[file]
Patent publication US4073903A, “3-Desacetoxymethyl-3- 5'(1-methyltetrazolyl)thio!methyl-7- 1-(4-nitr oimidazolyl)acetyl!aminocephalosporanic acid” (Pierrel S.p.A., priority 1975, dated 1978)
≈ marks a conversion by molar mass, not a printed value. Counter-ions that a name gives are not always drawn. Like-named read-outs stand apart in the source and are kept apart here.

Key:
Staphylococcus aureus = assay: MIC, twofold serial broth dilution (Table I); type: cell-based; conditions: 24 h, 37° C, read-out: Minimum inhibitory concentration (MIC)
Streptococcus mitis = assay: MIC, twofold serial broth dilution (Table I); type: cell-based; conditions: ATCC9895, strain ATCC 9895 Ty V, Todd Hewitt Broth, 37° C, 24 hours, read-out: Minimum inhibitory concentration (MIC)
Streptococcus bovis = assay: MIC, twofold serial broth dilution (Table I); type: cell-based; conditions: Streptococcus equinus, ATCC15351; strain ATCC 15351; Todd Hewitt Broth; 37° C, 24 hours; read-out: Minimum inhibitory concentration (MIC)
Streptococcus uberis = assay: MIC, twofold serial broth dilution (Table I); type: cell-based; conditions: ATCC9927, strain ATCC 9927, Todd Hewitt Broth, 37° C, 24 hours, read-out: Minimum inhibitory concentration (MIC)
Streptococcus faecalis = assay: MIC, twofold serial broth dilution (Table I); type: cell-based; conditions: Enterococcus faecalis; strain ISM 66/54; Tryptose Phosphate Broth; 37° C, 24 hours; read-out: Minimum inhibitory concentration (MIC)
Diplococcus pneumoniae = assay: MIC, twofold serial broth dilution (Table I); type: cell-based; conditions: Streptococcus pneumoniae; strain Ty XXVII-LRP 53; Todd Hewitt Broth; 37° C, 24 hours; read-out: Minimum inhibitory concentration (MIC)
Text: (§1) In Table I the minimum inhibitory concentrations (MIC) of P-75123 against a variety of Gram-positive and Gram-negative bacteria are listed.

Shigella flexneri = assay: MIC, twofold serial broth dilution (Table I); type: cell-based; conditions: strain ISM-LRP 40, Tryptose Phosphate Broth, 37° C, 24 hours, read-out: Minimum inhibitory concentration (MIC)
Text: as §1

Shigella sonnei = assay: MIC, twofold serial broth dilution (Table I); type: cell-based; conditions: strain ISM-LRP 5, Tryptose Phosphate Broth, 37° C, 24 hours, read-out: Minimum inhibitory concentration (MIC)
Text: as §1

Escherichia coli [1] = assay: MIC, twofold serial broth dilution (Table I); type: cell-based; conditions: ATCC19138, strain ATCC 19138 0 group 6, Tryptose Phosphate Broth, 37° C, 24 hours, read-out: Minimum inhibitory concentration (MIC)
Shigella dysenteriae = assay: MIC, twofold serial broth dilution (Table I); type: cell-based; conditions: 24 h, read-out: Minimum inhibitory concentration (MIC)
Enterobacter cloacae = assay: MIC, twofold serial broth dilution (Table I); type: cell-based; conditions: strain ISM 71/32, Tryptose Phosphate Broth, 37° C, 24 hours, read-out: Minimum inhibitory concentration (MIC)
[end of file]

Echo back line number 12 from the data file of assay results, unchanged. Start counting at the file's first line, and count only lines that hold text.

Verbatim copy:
Text: as §1